Abortion is the very definition of a hot-button issue. Very few issues are quite as divisive and even fewer have such a fundamental gap in the way people perceive them.
For those who believe life begins at the moment of conception, it is clear that abortion must be nothing less than the murder of an unborn human life.
For people who fight for abortion rights, it is all about women having control over their own reproductive system. They view a fetus as a cluster of cells and an extension of the woman carrying it.
There is a lot of fighting between the two groups and plenty of room for disagreement. One of the main points of contention between them involves the psychological effects of having an abortion.
What are the different points of view? People who are pro-life have long cited both the physical and mental effects of having an abortion. They cite these concerns as a reason to regulate abortion and require counseling before a woman can obtain an abortion.
On the other hand, people who are pro-abortion strongly assert that abortion is physically safe for women and that there is no serious risk of adverse effects to their mental health. There has been a lot of debate about which view is backed up by evidence.
Does Having an Abortion Cause Adverse Psychological Effects?
We should begin by acknowledging that there is a great diversity among women. Obviously, every woman has their own, unique psychology. Every woman who has an abortion also does so under different circumstances. In that regard, it is somewhat tricky to generalize and automatically state that having an abortion must always cause psychological trauma.
On the other hand, it is a serious decision for any woman and it certainly has the potential to be a traumatic one.
Lately, there have been an increasing number of studies dedicated to answering the question of whether abortion must always be accompanied by psychological trauma. From these studies it is now possible to find some answers and gain a better understanding of how having an abortion effects women.
One important point to make is that no major medical group recognizes a “post abortion syndrome.” It is not recognized by the American Psychological Association, the American Psychiatric Association, or the Royal College of Obstetricians and Gynaecologists.
Experts simply do not find adequate evidence to support the idea that the majority of women who have abortions suffer significant and lasting psychological trauma similar to that of post-traumatic syndrome.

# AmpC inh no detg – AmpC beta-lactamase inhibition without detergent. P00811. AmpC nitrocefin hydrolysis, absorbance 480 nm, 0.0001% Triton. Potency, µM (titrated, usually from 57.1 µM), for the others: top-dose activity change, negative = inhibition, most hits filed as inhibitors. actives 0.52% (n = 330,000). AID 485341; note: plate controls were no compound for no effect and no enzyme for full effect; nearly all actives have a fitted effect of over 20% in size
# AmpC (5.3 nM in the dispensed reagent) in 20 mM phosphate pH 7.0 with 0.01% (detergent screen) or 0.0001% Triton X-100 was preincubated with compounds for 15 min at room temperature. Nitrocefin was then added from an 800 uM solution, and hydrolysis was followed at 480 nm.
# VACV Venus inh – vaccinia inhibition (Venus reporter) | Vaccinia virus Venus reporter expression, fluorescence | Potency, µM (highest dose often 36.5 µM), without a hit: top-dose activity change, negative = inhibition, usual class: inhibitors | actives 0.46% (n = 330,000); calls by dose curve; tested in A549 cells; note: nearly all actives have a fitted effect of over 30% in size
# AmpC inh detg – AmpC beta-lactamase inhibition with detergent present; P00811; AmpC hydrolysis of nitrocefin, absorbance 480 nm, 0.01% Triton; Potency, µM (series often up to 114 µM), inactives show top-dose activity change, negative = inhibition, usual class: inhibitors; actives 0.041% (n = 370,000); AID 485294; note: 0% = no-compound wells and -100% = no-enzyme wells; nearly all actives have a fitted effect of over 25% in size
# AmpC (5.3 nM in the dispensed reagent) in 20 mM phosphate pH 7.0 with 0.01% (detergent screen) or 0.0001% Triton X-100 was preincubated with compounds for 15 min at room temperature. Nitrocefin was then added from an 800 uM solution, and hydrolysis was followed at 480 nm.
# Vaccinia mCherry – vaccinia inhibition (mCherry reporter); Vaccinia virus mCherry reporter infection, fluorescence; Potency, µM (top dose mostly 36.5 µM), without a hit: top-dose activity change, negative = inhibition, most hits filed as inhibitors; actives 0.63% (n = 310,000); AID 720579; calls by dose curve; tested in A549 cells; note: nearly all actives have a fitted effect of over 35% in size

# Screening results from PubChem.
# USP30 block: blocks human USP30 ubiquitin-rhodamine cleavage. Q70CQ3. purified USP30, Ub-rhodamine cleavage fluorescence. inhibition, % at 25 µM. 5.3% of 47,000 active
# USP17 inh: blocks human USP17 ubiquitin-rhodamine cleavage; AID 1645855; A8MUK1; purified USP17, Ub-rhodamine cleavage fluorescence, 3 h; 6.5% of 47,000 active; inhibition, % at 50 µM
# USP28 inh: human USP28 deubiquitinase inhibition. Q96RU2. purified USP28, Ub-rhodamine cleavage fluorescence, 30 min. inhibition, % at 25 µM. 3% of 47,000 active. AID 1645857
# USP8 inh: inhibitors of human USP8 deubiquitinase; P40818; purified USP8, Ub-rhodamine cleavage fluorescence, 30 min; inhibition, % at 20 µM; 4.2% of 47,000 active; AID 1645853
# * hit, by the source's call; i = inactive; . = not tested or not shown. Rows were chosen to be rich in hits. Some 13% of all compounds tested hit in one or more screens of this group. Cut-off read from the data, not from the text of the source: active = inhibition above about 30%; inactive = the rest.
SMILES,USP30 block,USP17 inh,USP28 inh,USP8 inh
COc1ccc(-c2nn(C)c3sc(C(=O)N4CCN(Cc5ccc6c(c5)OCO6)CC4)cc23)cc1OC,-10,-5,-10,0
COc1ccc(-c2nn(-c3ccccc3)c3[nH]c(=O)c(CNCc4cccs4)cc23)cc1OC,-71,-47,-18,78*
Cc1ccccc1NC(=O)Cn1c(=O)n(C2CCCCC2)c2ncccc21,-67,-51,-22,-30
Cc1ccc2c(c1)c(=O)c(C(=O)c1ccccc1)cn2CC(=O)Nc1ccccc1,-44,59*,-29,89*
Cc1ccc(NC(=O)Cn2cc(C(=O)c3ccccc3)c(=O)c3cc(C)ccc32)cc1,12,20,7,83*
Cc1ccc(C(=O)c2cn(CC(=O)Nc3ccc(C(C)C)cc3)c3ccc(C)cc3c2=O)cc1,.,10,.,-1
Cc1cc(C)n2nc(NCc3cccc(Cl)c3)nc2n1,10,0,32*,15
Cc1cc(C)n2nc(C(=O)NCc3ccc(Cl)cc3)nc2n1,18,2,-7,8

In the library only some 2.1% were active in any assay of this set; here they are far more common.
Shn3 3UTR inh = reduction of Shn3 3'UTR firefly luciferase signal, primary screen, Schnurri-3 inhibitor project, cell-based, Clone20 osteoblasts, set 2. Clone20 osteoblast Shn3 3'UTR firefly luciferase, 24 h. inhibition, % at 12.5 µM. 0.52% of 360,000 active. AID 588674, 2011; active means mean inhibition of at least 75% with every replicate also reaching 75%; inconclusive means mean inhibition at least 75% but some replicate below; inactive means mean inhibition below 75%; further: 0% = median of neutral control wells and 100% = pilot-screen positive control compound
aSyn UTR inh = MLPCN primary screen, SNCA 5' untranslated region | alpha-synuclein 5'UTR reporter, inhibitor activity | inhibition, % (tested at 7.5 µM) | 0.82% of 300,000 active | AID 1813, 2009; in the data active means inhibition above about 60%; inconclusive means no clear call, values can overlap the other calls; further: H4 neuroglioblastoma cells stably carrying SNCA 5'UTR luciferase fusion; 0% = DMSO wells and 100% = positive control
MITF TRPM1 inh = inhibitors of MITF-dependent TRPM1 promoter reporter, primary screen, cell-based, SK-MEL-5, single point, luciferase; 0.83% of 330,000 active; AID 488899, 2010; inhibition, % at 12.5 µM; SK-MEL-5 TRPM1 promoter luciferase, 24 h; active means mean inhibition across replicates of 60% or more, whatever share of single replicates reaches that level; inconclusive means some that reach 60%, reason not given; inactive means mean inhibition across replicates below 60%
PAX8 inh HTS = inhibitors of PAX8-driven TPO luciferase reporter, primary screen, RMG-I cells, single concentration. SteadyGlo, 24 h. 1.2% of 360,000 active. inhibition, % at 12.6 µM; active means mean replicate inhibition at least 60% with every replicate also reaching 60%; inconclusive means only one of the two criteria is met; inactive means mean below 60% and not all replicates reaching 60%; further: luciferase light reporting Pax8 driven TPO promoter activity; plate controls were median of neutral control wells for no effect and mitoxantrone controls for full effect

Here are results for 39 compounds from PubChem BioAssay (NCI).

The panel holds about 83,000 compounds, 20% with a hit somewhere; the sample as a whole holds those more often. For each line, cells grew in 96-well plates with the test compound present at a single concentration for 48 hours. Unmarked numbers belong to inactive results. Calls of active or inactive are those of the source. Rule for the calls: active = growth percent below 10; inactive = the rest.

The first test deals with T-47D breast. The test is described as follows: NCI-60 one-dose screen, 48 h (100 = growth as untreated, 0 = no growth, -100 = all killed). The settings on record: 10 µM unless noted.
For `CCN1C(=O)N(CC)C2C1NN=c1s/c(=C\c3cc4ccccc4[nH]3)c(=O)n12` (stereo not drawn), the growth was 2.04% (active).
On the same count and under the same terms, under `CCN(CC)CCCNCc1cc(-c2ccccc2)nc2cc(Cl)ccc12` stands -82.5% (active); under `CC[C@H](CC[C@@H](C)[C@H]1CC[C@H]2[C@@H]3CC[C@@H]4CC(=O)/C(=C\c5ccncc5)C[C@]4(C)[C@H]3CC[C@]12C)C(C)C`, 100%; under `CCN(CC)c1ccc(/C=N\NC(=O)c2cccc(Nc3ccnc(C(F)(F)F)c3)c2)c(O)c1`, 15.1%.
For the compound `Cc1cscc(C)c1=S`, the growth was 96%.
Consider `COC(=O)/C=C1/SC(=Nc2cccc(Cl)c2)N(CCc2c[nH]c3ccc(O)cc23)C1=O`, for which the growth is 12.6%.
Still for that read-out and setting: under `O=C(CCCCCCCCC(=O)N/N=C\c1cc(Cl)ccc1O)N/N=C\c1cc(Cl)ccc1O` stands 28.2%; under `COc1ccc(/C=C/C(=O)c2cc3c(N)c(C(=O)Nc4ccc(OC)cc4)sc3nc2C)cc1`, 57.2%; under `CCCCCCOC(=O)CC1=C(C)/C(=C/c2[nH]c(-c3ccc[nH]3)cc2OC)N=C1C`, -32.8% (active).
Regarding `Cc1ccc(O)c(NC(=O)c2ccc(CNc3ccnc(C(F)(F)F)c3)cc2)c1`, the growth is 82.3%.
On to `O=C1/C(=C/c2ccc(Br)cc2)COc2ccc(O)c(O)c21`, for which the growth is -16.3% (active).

In fact, in 1990, Professor Nancy Adler testified on behalf of the American Psychiatric Association that “severe negative reactions after abortions are rare and can best be understood in the framework of coping with normal life stress.” That finding was affirmed when, in 2007, the APA conducted a survey of studies done on the topic since 1989.
In 2008, at the conclusion of the survey, the APA found that having a single, first-trimester abortion did not increase a woman’s chances of developing mental-health issues.
The Role of Other Factors on Post-Abortion Mental Health
Here we return to the idea that there are other factors which can contribute to any mental issues women may have after obtaining an abortion. It should be obvious that women with underlying psychological issues will be more likely to suffer additional symptoms after an abortion than women with no history of mental health issues.
It should also be obvious that women who hold religious beliefs against abortion will suffer greater incidents of mental trauma after having an abortion. It is also not surprising that women whose circumstances in life (such as poverty, abuse, a lack of emotional support from family and friends, etc.) make them generally more likely to suffer mental trauma will also feel more trauma after an abortion.
Bringing an unplanned/unwanted pregnancy to term and giving birth also carries some risk of mental trauma. The risks associated with that are not significantly greater than the risks associated with having an abortion. Multiple abortions, late-term abortions and aborting a wanted pregnancy due to severe genetic defects also carry an increased risk of associated mental trauma for the woman having the abortion.
By examining the overall risk factors that an individual woman has for mental health issues, we can best determine if she would suffer from trauma directly related to having an abortion.
The anecdotal evidence of mental trauma following abortion is compelling. Many women do indeed feel negative emotions such as guilt, depression, loss, and anger following an abortion. Many women say their thoughts return to the child they aborted, wondering what kind of person they would have grown into.
It would be cruel and short-sighted to disregard their stories. Every woman has their own reasons for terminating a pregnancy and every woman has their own way of processing it afterward.
However, the facts and the studies simply do not bear out the contention that all women will suffer mental health issues following an abortion. Many report a sense of relief and the conviction afterward that they made the correct choice.
While further study on this issue could be enlightening and help doctors and other mental health workers treat women who have had abortions, there is no need to treat abortion as an automatic threat to mental health.